18 May 2022 | News
The device will undergo global clinical trials in 2022
image credit- adelaide.edu.au
A research team led by the University of Adelaide in Australia, in partnership with medical technology company Fertilis, has delivered a ground-breaking new micro-device to streamline the only fertility treatment procedure available for men with low sperm counts.
The first-of-its-kind device will allow more in-vitro fertilisation (IVF) clinics to offer Intracytoplasmic Sperm Injection (ICSI) as a treatment, while several IVF procedures, such as embryo culture, embryo cryopreservation and in vitro maturation, will also be improved by using the device.
ICSI is a slow and difficult procedure which involves the injection of a single sperm into an egg for fertilisation, and it can only be carried out by experienced embryologists.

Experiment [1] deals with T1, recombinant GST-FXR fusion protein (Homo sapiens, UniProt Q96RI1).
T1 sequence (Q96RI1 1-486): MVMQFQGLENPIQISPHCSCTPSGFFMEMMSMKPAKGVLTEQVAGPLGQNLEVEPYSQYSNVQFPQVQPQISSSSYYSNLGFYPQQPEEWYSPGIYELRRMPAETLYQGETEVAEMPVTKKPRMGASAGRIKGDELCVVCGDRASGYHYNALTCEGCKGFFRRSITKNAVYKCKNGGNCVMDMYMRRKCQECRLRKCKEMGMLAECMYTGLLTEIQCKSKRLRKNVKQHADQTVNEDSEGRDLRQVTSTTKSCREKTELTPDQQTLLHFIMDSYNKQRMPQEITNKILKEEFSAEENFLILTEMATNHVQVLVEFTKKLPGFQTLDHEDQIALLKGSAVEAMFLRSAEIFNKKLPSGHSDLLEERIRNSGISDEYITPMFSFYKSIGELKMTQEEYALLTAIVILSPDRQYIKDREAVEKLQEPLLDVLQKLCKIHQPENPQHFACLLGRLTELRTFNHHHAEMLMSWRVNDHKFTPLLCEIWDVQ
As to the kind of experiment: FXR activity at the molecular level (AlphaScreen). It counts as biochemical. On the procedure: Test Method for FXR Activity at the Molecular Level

This new technology, smaller than a pinhead in size, holds up to 10 eggs in segregated positions for quicker injection, making it easier for embryologists to track and avoid the risk of errors.
Lead researcher Dr Kylie Dunning, from the University of Adelaide’s Robinson Research Institute, said the device will cut treatment time in half, require less training for embryologists with less expensive equipment than current ICSI treatment and improve access to the procedure for more patients.